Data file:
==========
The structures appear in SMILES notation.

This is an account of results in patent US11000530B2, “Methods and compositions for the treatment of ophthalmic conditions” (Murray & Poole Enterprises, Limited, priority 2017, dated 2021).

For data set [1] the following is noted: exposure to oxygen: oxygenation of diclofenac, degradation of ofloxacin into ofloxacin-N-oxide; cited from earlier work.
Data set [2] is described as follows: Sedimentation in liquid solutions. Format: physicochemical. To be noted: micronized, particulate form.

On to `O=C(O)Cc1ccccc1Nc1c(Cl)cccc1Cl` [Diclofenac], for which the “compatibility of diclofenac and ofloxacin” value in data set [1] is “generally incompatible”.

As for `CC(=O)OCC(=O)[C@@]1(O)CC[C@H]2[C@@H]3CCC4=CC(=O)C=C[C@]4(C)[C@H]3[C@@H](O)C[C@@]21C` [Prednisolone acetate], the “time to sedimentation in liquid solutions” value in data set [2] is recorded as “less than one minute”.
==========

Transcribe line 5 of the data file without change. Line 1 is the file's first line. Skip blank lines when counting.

On to `O=C(O)Cc1ccccc1Nc1c(Cl)cccc1Cl` [Diclofenac], for which the “compatibility of diclofenac and ofloxacin” value in data set [1] is “generally incompatible”.